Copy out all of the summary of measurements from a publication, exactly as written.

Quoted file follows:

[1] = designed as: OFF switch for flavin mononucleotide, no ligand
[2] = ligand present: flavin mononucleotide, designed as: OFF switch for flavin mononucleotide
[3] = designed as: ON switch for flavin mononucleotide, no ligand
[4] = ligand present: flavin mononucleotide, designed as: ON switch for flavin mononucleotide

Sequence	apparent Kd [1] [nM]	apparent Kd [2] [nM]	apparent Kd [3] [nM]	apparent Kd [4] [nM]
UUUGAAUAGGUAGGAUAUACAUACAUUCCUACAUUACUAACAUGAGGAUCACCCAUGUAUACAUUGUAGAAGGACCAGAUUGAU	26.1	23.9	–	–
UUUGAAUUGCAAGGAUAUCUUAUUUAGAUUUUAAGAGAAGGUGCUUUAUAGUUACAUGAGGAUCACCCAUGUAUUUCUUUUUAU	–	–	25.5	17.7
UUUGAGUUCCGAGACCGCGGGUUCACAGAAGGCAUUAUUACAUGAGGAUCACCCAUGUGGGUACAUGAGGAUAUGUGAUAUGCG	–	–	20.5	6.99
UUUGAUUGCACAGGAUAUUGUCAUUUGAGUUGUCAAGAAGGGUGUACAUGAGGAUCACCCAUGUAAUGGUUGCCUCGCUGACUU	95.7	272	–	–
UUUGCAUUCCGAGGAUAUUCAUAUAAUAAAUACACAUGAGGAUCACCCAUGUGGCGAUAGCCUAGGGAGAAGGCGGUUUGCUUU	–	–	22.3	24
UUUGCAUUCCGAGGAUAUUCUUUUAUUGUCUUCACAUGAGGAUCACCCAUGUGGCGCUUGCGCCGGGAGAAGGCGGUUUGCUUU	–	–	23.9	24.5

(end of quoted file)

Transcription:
[1] = designed as: OFF switch for flavin mononucleotide, no ligand
[2] = ligand present: flavin mononucleotide, designed as: OFF switch for flavin mononucleotide
[3] = designed as: ON switch for flavin mononucleotide, no ligand
[4] = ligand present: flavin mononucleotide, designed as: ON switch for flavin mononucleotide

Sequence	apparent Kd [1] [nM]	apparent Kd [2] [nM]	apparent Kd [3] [nM]	apparent Kd [4] [nM]
UUUGAAUAGGUAGGAUAUACAUACAUUCCUACAUUACUAACAUGAGGAUCACCCAUGUAUACAUUGUAGAAGGACCAGAUUGAU	26.1	23.9	–	–
UUUGAAUUGCAAGGAUAUCUUAUUUAGAUUUUAAGAGAAGGUGCUUUAUAGUUACAUGAGGAUCACCCAUGUAUUUCUUUUUAU	–	–	25.5	17.7
UUUGAGUUCCGAGACCGCGGGUUCACAGAAGGCAUUAUUACAUGAGGAUCACCCAUGUGGGUACAUGAGGAUAUGUGAUAUGCG	–	–	20.5	6.99
UUUGAUUGCACAGGAUAUUGUCAUUUGAGUUGUCAAGAAGGGUGUACAUGAGGAUCACCCAUGUAAUGGUUGCCUCGCUGACUU	95.7	272	–	–
UUUGCAUUCCGAGGAUAUUCAUAUAAUAAAUACACAUGAGGAUCACCCAUGUGGCGAUAGCCUAGGGAGAAGGCGGUUUGCUUU	–	–	22.3	24
UUUGCAUUCCGAGGAUAUUCUUUUAUUGUCUUCACAUGAGGAUCACCCAUGUGGCGCUUGCGCCGGGAGAAGGCGGUUUGCUUU	–	–	23.9	24.5